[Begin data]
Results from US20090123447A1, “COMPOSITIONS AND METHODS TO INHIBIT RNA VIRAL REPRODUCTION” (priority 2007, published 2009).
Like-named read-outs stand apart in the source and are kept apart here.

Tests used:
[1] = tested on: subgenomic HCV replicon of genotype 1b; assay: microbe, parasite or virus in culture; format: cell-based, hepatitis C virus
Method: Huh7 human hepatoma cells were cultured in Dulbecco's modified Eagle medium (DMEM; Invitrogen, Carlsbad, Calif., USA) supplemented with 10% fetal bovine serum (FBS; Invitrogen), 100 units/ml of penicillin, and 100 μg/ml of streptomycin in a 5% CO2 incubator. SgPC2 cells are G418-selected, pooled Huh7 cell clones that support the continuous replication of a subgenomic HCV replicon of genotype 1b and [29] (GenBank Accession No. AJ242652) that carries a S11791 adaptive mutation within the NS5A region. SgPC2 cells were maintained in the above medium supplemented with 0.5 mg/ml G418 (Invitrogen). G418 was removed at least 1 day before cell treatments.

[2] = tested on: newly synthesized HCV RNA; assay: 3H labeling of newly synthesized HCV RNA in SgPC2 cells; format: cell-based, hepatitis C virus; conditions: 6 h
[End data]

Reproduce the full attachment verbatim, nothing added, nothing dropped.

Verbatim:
Results from US20090123447A1, “COMPOSITIONS AND METHODS TO INHIBIT RNA VIRAL REPRODUCTION” (priority 2007, published 2009).
Like-named read-outs stand apart in the source and are kept apart here.

Tests used:
[1] = tested on: subgenomic HCV replicon of genotype 1b; assay: microbe, parasite or virus in culture; format: cell-based, hepatitis C virus
Method: Huh7 human hepatoma cells were cultured in Dulbecco's modified Eagle medium (DMEM; Invitrogen, Carlsbad, Calif., USA) supplemented with 10% fetal bovine serum (FBS; Invitrogen), 100 units/ml of penicillin, and 100 μg/ml of streptomycin in a 5% CO2 incubator. SgPC2 cells are G418-selected, pooled Huh7 cell clones that support the continuous replication of a subgenomic HCV replicon of genotype 1b and [29] (GenBank Accession No. AJ242652) that carries a S11791 adaptive mutation within the NS5A region. SgPC2 cells were maintained in the above medium supplemented with 0.5 mg/ml G418 (Invitrogen). G418 was removed at least 1 day before cell treatments.

[2] = tested on: newly synthesized HCV RNA; assay: 3H labeling of newly synthesized HCV RNA in SgPC2 cells; format: cell-based, hepatitis C virus; conditions: 6 h